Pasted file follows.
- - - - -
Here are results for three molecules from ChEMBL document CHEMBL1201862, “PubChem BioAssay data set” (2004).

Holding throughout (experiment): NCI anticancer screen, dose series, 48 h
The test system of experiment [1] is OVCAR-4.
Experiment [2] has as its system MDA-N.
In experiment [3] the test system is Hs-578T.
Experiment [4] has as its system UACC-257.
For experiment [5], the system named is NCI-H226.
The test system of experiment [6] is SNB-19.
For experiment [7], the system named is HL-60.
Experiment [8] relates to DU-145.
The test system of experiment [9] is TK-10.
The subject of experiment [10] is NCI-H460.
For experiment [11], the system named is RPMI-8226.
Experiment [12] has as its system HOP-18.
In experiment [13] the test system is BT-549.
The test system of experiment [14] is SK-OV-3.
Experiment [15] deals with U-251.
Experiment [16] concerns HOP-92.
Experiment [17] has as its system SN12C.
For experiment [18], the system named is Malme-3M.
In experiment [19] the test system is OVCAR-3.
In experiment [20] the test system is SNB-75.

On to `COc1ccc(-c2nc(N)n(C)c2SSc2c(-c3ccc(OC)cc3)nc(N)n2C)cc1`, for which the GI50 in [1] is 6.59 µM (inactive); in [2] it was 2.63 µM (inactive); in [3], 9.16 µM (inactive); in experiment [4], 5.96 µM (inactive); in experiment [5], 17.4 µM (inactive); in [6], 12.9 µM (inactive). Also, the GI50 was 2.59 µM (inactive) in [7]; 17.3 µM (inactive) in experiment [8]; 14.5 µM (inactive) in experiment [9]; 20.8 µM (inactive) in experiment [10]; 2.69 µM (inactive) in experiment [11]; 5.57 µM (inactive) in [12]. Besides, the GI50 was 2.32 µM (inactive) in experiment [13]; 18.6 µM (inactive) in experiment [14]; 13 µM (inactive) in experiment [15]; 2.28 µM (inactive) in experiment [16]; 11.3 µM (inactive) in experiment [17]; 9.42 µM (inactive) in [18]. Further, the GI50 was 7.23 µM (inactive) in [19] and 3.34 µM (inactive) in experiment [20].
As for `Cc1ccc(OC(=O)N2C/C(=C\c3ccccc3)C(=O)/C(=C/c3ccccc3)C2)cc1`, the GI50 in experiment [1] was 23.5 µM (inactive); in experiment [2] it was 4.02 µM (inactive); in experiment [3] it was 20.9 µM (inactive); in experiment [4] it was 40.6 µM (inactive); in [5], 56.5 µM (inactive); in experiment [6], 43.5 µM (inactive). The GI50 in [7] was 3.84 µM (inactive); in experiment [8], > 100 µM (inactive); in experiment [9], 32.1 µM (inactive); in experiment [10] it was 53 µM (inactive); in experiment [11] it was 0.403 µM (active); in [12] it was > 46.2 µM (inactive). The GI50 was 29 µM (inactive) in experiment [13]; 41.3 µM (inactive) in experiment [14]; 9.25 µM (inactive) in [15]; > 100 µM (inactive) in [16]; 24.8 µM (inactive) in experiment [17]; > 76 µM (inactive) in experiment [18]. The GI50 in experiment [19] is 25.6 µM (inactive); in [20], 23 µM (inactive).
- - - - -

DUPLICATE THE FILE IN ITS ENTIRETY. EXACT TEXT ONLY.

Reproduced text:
Here are results for three molecules from ChEMBL document CHEMBL1201862, “PubChem BioAssay data set” (2004).

Holding throughout (experiment): NCI anticancer screen, dose series, 48 h
The test system of experiment [1] is OVCAR-4.
Experiment [2] has as its system MDA-N.
In experiment [3] the test system is Hs-578T.
Experiment [4] has as its system UACC-257.
For experiment [5], the system named is NCI-H226.
The test system of experiment [6] is SNB-19.
For experiment [7], the system named is HL-60.
Experiment [8] relates to DU-145.
The test system of experiment [9] is TK-10.
The subject of experiment [10] is NCI-H460.
For experiment [11], the system named is RPMI-8226.
Experiment [12] has as its system HOP-18.
In experiment [13] the test system is BT-549.
The test system of experiment [14] is SK-OV-3.
Experiment [15] deals with U-251.
Experiment [16] concerns HOP-92.
Experiment [17] has as its system SN12C.
For experiment [18], the system named is Malme-3M.
In experiment [19] the test system is OVCAR-3.
In experiment [20] the test system is SNB-75.

On to `COc1ccc(-c2nc(N)n(C)c2SSc2c(-c3ccc(OC)cc3)nc(N)n2C)cc1`, for which the GI50 in [1] is 6.59 µM (inactive); in [2] it was 2.63 µM (inactive); in [3], 9.16 µM (inactive); in experiment [4], 5.96 µM (inactive); in experiment [5], 17.4 µM (inactive); in [6], 12.9 µM (inactive). Also, the GI50 was 2.59 µM (inactive) in [7]; 17.3 µM (inactive) in experiment [8]; 14.5 µM (inactive) in experiment [9]; 20.8 µM (inactive) in experiment [10]; 2.69 µM (inactive) in experiment [11]; 5.57 µM (inactive) in [12]. Besides, the GI50 was 2.32 µM (inactive) in experiment [13]; 18.6 µM (inactive) in experiment [14]; 13 µM (inactive) in experiment [15]; 2.28 µM (inactive) in experiment [16]; 11.3 µM (inactive) in experiment [17]; 9.42 µM (inactive) in [18]. Further, the GI50 was 7.23 µM (inactive) in [19] and 3.34 µM (inactive) in experiment [20].
As for `Cc1ccc(OC(=O)N2C/C(=C\c3ccccc3)C(=O)/C(=C/c3ccccc3)C2)cc1`, the GI50 in experiment [1] was 23.5 µM (inactive); in experiment [2] it was 4.02 µM (inactive); in experiment [3] it was 20.9 µM (inactive); in experiment [4] it was 40.6 µM (inactive); in [5], 56.5 µM (inactive); in experiment [6], 43.5 µM (inactive). The GI50 in [7] was 3.84 µM (inactive); in experiment [8], > 100 µM (inactive); in experiment [9], 32.1 µM (inactive); in experiment [10] it was 53 µM (inactive); in experiment [11] it was 0.403 µM (active); in [12] it was > 46.2 µM (inactive). The GI50 was 29 µM (inactive) in experiment [13]; 41.3 µM (inactive) in experiment [14]; 9.25 µM (inactive) in [15]; > 100 µM (inactive) in [16]; 24.8 µM (inactive) in experiment [17]; > 76 µM (inactive) in experiment [18]. The GI50 in experiment [19] is 25.6 µM (inactive); in [20], 23 µM (inactive).